- Research article
- Open Access
Mapping 3′ transcript ends in the bank vole (Clethrionomys glareolus) mitochondrial genome with RNA-Seq
© Marková et al. 2015
- Received: 24 June 2015
- Accepted: 16 October 2015
- Published: 26 October 2015
Although posttranscriptional modification of mitochondrial (mt) transcripts plays key roles in completion of the coding information and in the expression of mtDNA-encoded genes, there is little experimental evidence on the polyadenylation status and the location of mt gene poly(A) sites for non-human mammals.
Poly(A)-enriched RNA-Seq reads collected for two wild-caught bank voles (Clethrionomys glareolus) were mapped to the complete mitochondrial genome of that species. Transcript polyadenylation was detected as unmapped adenine residues at the ends of the mapped reads. Where the tRNA punctuation model applied, there was the expected polyadenylation, except for the nad5 transcript, whose polyadenylated 3′ end is at an intergenic sequence/cytochrome b boundary. As in human, two pairs of bank vole genes, nad4l/nad4 and atp8/atp6, are expressed from bicistronic transcripts. TAA stop codons of four bank vole protein-coding genes (nad1, atp6, cox3 and nad4) are incompletely encoded in the DNA and are completed by polyadenylation. This is three genes (nad2, nad3 and cob) less than in human. The bank vole nad2 gene encodes a full stop codon (TAA in one vole and TAG in the other), which is followed by a 2 bp UTR and the gene conforms to the tRNA punctuation model. In contrast, the annotations of the reference mouse and some other rodent mt genomes in GenBank include complete TAG stop codons in both nad1 and nad2, which overlap downstream trnI and trnW, respectively. Thus the RNA-Seq data of bank voles provides a model for stop codons of mt-encoded genes in mammals comparable to humans, but at odds with some of the interpretation based purely on genomic data in mouse and other rodents.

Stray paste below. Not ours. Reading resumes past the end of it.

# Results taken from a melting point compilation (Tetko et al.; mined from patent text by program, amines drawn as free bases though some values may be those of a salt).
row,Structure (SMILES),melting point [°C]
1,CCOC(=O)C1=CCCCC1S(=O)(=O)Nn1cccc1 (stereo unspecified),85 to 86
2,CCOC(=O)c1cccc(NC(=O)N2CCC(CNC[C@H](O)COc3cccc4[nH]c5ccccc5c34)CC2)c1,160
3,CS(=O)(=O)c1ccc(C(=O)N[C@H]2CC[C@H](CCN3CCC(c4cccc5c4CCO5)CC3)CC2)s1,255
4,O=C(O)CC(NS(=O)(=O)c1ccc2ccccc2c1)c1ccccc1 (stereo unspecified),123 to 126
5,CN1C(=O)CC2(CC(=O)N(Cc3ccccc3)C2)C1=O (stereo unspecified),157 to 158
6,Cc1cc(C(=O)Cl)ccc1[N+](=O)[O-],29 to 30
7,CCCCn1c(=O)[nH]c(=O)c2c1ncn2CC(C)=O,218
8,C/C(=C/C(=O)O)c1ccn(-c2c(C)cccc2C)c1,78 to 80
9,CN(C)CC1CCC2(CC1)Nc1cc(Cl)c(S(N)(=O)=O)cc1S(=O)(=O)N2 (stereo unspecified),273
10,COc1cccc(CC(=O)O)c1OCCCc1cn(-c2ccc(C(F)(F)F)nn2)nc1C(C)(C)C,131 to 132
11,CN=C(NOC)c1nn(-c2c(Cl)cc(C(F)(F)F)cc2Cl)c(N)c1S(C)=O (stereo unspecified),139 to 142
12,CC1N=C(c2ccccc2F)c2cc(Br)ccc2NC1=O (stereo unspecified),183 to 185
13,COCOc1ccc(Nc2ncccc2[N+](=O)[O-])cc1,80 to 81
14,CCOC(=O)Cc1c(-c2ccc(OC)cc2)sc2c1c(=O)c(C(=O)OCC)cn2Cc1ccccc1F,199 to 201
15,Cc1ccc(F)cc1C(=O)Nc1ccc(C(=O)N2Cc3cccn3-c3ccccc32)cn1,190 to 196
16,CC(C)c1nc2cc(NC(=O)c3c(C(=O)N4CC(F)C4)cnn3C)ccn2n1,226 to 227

This work demonstrates how RNA-Seq data were useful to recover mtDNA transcriptome data in a non-model rodent and to shed more light on mammalian mtDNA transcriptome and post-transcriptional modification. Even though gene content and organisation of mtDNA are strongly conserved among mammals, annotations that neglect the transcriptome may be prone to errors in relation to the stop codons.
- Bicistronic transcript
- Mitochondrial genome
- Myodes glareolus
- Stop codon
Despite the growing number of animal species with completely sequenced mitochondrial (mt) genomes, surprisingly little is known about the mt transcriptome, even for mammals. Several recent papers have reviewed the mammalian mt transcriptome based on human data [1–3], while for other mammals even the basic characteristics, including the location of the transcript ends or presence of untranslated regions (UTRs) and intergenic sequences (IGSs), have not yet been described. This is surprising given that the mt genome sequence of the mouse (the first non-human mammal sequenced) has been known for over 30 years .
The mt genome of mammals typically consists of ~16.5 kb circular, double-stranded DNA that contains 37 genes coding for 13 protein subunits of the oxidative phosphorylation (OXPHOS) system, two ribosomal RNAs (rRNAs; rrnS and rrnL; the gene nomenclature follows that proposed by Boore , and adopted by e.g. Bernt ), and 22 transfer RNAs (tRNAs). The individual genes are unequally distributed between the heavy (H) and light (L) strands, with the majority of the genes encoded on the H strand, except for the nad6 gene and eight of tRNAs.